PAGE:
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The NAACP Courageous Together National Summit

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“On December 28, 2015, the grand jury of Cleveland, OH decided not to indict the killer of Tamir Rice. Tamir was a 12 year old Black boy who was the most recent victim of extra judicial killings by a local police department. I, along with current NAACP National Youth and College Director Stephen Green, were tired of witnessing the devaluation of Black life in news cycles and decided to host the Courageous Together Summit.” Senior Fellow Devon Crawford wanted to bring together young people of all ages to create a policy agenda covering economic sustainability, education, health, criminal justice, voting rights and political education and climate justice. Recognizing the pivotal role communities of faith have been resources to support the Black Freedom Struggle, Devon and Stephen decided to add a young faith leaders coalition to the summit. “We decided to host the Summit in Chicago for several reasons. Chicago, Illinois is the 3rd largest city in the United States. The issues spanning from voter disenfranchisement, the prison industrial complex, separate and unequal education and environmental injustice are on full display in the Windy City.”

“I [was] tired of witnessing the devaluation of Black life in news cycles”

Devon’s project gave the youth councils and college chapters of the NAACP a policy agenda that informed the protests and civic engagement initiatives they design in 2016. The Summit will be replicated in more regions where NAACP chapters are located to address the same policy areas for more impacts on local initiatives.  Their policies were and continue to be:

  1. Economic Sustainability: We believe in creating economic sustainability in our communities by advocating for raising the minimum wage to a fair and livable wage, supporting and investing in Black business, financial literacy training in secondary education, sustainable living wage job creation, community economic development resources and reparations to rebuild Black communities.
  2.  Education: We believe in dismantling the school to prison pipeline; reforming harsh school discipline policies that lead to suspension, expulsion, or criminalization of statutory offenses by students; advocating for universal preschool education; the expansion of head start programs; making college affordable for all Americans by expanding access to federal aid; increasing the maximum amount of Pell Grant availability and restoring access to drug offenders, increasing funding for public and private Historically Black Colleges and Universities, and expanding “ban the box” to include college applications.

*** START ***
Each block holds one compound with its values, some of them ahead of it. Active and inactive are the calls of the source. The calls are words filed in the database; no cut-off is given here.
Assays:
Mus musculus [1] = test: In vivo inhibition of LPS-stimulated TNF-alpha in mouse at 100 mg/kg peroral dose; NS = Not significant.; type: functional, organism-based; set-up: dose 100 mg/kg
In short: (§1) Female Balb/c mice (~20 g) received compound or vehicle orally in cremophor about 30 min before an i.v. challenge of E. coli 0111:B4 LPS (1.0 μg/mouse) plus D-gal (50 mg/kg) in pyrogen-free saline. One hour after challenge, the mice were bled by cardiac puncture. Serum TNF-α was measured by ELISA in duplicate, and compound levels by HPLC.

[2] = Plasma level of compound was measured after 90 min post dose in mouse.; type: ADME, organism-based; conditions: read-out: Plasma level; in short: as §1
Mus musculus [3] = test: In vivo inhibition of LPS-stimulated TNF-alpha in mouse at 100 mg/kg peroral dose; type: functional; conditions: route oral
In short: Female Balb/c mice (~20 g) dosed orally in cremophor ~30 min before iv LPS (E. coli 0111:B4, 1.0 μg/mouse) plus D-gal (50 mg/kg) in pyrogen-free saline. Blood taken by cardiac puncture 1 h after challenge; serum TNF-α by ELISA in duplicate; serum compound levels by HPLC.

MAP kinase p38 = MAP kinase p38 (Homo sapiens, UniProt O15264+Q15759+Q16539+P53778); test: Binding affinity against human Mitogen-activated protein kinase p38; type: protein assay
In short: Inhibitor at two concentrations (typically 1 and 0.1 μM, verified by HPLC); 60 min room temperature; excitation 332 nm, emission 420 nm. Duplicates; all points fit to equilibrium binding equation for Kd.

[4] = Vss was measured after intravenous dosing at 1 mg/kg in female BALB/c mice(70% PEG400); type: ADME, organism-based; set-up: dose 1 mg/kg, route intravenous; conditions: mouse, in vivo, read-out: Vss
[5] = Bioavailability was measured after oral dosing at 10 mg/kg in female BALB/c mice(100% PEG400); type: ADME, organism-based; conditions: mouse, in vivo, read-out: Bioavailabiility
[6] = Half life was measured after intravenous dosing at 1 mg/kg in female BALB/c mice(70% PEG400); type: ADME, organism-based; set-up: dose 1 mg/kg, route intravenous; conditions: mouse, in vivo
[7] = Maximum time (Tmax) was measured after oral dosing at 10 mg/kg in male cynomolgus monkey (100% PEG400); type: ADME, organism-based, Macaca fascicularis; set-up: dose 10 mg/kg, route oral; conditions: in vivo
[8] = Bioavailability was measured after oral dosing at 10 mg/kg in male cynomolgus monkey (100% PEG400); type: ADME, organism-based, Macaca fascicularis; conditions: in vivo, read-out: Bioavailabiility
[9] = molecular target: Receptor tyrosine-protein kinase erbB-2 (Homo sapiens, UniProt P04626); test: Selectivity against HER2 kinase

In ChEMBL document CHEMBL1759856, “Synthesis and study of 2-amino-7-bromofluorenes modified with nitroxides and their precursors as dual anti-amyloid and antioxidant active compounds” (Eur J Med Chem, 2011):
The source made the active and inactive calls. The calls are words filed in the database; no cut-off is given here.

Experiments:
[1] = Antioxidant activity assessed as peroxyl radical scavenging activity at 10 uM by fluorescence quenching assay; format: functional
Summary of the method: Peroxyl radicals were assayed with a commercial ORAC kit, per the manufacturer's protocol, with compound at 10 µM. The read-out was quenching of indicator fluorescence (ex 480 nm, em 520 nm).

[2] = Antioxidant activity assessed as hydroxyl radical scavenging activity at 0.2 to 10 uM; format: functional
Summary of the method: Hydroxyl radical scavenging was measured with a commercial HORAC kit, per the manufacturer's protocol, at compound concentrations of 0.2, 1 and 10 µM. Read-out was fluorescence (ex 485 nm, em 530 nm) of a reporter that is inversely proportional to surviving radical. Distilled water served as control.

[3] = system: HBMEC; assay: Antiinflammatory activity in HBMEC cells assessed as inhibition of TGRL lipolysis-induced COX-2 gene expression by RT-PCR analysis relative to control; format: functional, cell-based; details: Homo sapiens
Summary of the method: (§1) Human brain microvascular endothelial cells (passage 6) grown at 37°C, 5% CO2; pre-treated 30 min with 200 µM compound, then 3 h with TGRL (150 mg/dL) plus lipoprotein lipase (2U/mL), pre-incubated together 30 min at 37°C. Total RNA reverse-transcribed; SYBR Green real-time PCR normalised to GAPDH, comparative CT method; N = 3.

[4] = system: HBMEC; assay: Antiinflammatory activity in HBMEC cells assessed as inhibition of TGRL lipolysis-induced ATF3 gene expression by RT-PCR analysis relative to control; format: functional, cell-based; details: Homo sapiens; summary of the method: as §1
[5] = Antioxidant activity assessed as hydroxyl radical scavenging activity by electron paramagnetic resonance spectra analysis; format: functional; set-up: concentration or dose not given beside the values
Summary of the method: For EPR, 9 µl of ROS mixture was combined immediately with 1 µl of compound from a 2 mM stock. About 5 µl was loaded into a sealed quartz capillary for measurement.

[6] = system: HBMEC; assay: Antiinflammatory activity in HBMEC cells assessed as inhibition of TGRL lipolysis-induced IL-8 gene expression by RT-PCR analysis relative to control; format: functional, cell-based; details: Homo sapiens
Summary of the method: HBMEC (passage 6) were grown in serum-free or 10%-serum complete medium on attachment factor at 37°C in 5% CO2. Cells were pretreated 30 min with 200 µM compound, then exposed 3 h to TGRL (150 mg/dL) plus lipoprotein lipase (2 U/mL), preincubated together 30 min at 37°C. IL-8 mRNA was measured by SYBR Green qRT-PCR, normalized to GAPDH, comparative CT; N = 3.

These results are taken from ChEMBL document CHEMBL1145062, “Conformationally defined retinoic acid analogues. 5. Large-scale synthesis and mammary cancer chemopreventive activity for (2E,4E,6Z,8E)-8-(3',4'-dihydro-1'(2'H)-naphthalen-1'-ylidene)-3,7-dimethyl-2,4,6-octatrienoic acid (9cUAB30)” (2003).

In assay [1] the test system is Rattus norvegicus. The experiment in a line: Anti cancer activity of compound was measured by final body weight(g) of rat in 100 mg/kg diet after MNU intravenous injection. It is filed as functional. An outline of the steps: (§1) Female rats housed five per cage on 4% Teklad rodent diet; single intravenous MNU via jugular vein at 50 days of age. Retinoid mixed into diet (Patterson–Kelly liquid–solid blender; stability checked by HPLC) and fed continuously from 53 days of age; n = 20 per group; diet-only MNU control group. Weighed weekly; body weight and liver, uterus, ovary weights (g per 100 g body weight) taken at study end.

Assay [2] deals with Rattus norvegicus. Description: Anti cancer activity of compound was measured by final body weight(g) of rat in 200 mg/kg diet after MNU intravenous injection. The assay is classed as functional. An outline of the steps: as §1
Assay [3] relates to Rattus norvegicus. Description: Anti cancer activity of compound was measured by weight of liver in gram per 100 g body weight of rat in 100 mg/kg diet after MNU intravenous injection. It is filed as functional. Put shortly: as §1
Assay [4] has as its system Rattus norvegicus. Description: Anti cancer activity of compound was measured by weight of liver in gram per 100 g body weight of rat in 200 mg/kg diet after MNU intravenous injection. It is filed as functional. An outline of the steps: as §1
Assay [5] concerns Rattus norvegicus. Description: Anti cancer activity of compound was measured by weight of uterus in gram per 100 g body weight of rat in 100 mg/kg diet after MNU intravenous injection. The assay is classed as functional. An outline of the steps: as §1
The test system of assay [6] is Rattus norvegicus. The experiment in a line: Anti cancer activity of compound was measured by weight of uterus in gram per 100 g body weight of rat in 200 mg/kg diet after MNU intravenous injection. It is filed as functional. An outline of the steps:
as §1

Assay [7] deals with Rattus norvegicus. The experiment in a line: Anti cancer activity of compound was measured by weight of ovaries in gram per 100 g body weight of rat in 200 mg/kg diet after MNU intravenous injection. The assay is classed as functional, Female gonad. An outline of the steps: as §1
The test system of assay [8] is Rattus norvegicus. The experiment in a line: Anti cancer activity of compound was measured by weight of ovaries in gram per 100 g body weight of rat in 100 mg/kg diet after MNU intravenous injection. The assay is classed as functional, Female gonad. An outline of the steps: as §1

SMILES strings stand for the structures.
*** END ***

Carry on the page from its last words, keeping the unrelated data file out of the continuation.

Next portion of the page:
3. Health: We believe in increased funding for HIV/AIDS research, treatment, and education; implementing full healthcare reform; and ending childhood obesity.
  4. Criminal Justice: We believe in ending the War on Drugs by abolishing mandatory minimums and implementing comprehensive sentencing reform; ending racial profiling by law enforcement, establishing effective and independent civilian complaint review boards to examine police activity; complete the process of eliminating the disparity between crack cocaine and powder cocaine sentencing; creating comprehensive gun violence control, including mandatory comprehensive background checks; and pushing for the abolition of the death penalty at both the State and Federal levels.
  5. Voting Rights and Political Representation: We believe in protecting the right to vote for all voting age Americans; restoring the right to vote to ex-felony offenders; and pushing for comprehensive campaign finance reform.
  6. Climate Justice: We believe in eliminating the pollution burden in communities; completely overhauling hazardous infrastructure, including, but not limited to, replacing lead pipes; expanding and ensuring equitable access and leadership of the clean energy economy; and building resilient communities.
  7. Faith Leaders: We believe in providing an interfaith theological conversation for faith communities to discuss issues of social justice and to, in a non-partisan manner, prepare young leaders for public office.

“The issues spanning from voter disenfranchisement, the prison industrial complex, separate and unequal education and environmental injustice are on full display in the Windy City.”

For the working groups, leaders were assigned to lead the discussions based on their policy expertise. There was one student leader and one NAACP staff member to brief the participants on current legislation in the floor of the United States House of Representatives. Before the Summit convened, participants were issued policy briefings to prepare them for the conversations and working groups. Devon worked closely with the NAACP Youth and College Division to recruit the existing Youth Councils and College Chapters of the NAACP to attend the Summit. Over the course for the weekend, the Summit registered 150 youth and college students.

The Summit created a network of high achieving Black youth from across the country to organize voter registration and demonstration efforts. Since the Summit, participants have organized a press release to the US Senate urging a vote on President Obama’s then-Supreme Court Nominee, Merrick Garland. Groups have traveled to Flint, Michigan to pressure Governor Rick Snyder to present a timeline and plan to replace the lead based pipes that have damaged the health of citizens. Several students who stayed in Chicago after the Summit organized and protested a rally for then Republican frontrunner, Donald Trump. The rally was postponed due to the unprecedented nature of the protest inside and outside of the venue. There is also a summer campaign occurring to increase voter registration, voter demonstration, and civic engagement to prioritize the voices of Black millennials.